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Men´s and women´s economic activity and first marriage: Jews in Israel, 1987-1995

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  • Liat Raz-Yurovich

    (Hebrew University of Jerusalem)

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    Abstract

    Using both analysis of the effect of lagged economic and current educational characteristics and analysis of life-course changes in these characteristics, this study provides insights into the theoretical debate concerning the relationships between men´s and women´s economic activity and transition to first marriage. Our findings support the men´s economic stability hypothesis, the search hypothesis and the income pooling hypothesis; and counter the women´s economic independence hypothesis, but only to a certain degree. For men, we find a positive effect of employment stability, and a positive effect of earnings, which increase over time. For women, the effect of the salary has an inverse U shape, and employment stability has positive effect on marriage. Over the life course, we find that men who have a continuum of stable employment have the highest odds of first marriage; while women reduce economic activity in anticipation of or due to marriage. Moreover, marriage is postponed for at least two years after educational accumulation is completed.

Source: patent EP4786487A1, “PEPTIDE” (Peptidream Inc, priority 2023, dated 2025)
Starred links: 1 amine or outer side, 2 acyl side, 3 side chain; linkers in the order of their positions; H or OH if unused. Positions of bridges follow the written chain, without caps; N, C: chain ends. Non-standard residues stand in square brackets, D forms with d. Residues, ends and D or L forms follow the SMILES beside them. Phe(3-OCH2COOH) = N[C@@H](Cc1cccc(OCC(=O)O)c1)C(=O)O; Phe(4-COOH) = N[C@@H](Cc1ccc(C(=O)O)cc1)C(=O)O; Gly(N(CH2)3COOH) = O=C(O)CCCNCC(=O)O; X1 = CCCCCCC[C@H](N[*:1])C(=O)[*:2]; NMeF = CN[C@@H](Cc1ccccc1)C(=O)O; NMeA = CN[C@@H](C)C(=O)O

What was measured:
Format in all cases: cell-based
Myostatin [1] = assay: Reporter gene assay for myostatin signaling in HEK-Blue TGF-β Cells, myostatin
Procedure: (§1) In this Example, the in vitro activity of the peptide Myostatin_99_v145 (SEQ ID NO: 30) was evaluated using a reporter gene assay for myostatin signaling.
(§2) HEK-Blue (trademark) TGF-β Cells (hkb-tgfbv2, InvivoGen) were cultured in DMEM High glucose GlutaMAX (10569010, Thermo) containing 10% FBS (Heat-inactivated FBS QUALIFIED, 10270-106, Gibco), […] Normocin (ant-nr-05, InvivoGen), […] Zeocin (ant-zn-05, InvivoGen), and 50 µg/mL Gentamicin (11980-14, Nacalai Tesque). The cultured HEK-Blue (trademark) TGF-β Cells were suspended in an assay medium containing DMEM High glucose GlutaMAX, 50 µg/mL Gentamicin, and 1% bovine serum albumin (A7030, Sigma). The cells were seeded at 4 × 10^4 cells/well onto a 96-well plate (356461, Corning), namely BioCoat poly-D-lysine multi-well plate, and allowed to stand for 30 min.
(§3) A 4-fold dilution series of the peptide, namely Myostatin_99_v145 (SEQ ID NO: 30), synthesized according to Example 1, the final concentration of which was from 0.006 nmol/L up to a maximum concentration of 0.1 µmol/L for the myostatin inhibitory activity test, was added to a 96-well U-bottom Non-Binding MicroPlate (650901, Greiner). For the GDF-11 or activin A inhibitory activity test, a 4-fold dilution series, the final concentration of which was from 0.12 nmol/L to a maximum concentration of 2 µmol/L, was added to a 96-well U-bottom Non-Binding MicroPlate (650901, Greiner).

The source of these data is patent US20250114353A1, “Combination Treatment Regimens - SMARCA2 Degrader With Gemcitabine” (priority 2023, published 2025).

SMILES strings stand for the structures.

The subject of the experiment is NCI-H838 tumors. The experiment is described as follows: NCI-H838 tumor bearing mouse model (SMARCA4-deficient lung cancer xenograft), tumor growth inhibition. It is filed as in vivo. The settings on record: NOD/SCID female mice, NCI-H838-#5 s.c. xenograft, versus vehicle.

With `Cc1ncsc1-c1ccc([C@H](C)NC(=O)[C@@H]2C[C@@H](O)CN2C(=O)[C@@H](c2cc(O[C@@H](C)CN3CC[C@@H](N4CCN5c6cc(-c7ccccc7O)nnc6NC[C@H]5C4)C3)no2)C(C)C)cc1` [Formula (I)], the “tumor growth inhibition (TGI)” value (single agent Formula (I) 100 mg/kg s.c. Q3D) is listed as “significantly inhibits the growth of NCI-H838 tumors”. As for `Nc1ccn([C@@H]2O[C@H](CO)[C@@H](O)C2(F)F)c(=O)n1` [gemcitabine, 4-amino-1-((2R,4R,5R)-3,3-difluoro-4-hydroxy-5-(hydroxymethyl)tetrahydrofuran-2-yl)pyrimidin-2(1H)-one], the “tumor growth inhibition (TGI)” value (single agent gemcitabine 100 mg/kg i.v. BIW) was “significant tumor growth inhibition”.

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    File URL: http://www.demographic-research.org/volumes/vol22/29/22-29.pdf
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    Bibliographic Info

    Article provided by Max Planck Institute for Demographic Research, Rostock, Germany in its journal Demographic Research.

    Volume (Year): 22 (2010)
    Issue (Month): 29 (May)
    Pages: 933-964

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    Handle: RePEc:dem:demres:v:22:y:2010:i:29

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    Web page: http://www.demogr.mpg.de/

    Related research

    Keywords: education; employment; event history analysis; income; Israel; life course; longitudinal; marriage;

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    1. Becker, Gary S & Landes, Elisabeth M & Michael, Robert T, 1977. "An Economic Analysis of Marital Instability," Journal of Political Economy, University of Chicago Press, vol. 85(6), pages 1141-87, December.
    2. Sendhil Mullainathan & Marianne Bertrand, 2001. "Do People Mean What They Say? Implications for Subjective Survey Data," American Economic Review, American Economic Association, vol. 91(2), pages 67-72, May.
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